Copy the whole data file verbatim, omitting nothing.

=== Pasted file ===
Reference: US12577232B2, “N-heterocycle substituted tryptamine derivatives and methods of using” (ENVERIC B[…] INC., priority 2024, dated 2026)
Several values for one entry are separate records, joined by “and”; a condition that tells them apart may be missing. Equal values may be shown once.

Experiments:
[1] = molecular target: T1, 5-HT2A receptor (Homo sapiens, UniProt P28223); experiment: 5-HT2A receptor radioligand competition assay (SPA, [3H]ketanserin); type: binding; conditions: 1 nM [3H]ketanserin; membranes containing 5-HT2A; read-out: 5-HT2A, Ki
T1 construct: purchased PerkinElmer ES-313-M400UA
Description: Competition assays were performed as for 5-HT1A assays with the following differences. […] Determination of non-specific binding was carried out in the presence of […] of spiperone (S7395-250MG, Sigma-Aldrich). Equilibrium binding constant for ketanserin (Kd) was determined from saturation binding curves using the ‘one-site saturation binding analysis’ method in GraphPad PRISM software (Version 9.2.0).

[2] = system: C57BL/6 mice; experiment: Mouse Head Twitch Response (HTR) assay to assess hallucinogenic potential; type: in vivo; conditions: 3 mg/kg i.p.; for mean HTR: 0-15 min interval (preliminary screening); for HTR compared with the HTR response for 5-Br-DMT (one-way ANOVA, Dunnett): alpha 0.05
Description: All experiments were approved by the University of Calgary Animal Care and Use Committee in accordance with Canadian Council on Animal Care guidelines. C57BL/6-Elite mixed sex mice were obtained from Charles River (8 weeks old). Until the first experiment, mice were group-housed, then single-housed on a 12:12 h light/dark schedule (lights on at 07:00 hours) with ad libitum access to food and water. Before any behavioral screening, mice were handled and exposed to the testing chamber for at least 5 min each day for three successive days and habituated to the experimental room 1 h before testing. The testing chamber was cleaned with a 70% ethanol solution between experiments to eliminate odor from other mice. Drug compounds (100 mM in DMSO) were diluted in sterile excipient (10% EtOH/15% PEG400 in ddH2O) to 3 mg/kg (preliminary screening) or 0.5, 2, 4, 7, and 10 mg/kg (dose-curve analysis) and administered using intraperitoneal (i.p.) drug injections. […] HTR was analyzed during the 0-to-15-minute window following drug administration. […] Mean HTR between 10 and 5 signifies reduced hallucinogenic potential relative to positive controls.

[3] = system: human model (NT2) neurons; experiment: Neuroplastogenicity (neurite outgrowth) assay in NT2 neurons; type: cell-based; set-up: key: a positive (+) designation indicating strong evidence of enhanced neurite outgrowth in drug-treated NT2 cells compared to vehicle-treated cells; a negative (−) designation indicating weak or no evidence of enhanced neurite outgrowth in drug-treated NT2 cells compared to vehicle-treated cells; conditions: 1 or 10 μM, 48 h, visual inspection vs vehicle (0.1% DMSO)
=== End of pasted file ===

Reference: US12577232B2, “N-heterocycle substituted tryptamine derivatives and methods of using” (ENVERIC B[…] INC., priority 2024, dated 2026)
Several values for one entry are separate records, joined by “and”; a condition that tells them apart may be missing. Equal values may be shown once.

Experiments:
[1] = molecular target: T1, 5-HT2A receptor (Homo sapiens, UniProt P28223); experiment: 5-HT2A receptor radioligand competition assay (SPA, [3H]ketanserin); type: binding; conditions: 1 nM [3H]ketanserin; membranes containing 5-HT2A; read-out: 5-HT2A, Ki
T1 construct: purchased PerkinElmer ES-313-M400UA
Description: Competition assays were performed as for 5-HT1A assays with the following differences. […] Determination of non-specific binding was carried out in the presence of […] of spiperone (S7395-250MG, Sigma-Aldrich). Equilibrium binding constant for ketanserin (Kd) was determined from saturation binding curves using the ‘one-site saturation binding analysis’ method in GraphPad PRISM software (Version 9.2.0).

[2] = system: C57BL/6 mice; experiment: Mouse Head Twitch Response (HTR) assay to assess hallucinogenic potential; type: in vivo; conditions: 3 mg/kg i.p.; for mean HTR: 0-15 min interval (preliminary screening); for HTR compared with the HTR response for 5-Br-DMT (one-way ANOVA, Dunnett): alpha 0.05
Description: All experiments were approved by the University of Calgary Animal Care and Use Committee in accordance with Canadian Council on Animal Care guidelines. C57BL/6-Elite mixed sex mice were obtained from Charles River (8 weeks old). Until the first experiment, mice were group-housed, then single-housed on a 12:12 h light/dark schedule (lights on at 07:00 hours) with ad libitum access to food and water. Before any behavioral screening, mice were handled and exposed to the testing chamber for at least 5 min each day for three successive days and habituated to the experimental room 1 h before testing. The testing chamber was cleaned with a 70% ethanol solution between experiments to eliminate odor from other mice. Drug compounds (100 mM in DMSO) were diluted in sterile excipient (10% EtOH/15% PEG400 in ddH2O) to 3 mg/kg (preliminary screening) or 0.5, 2, 4, 7, and 10 mg/kg (dose-curve analysis) and administered using intraperitoneal (i.p.) drug injections. […] HTR was analyzed during the 0-to-15-minute window following drug administration. […] Mean HTR between 10 and 5 signifies reduced hallucinogenic potential relative to positive controls.

[3] = system: human model (NT2) neurons; experiment: Neuroplastogenicity (neurite outgrowth) assay in NT2 neurons; type: cell-based; set-up: key: a positive (+) designation indicating strong evidence of enhanced neurite outgrowth in drug-treated NT2 cells compared to vehicle-treated cells; a negative (−) designation indicating weak or no evidence of enhanced neurite outgrowth in drug-treated NT2 cells compared to vehicle-treated cells; conditions: 1 or 10 μM, 48 h, visual inspection vs vehicle (0.1% DMSO)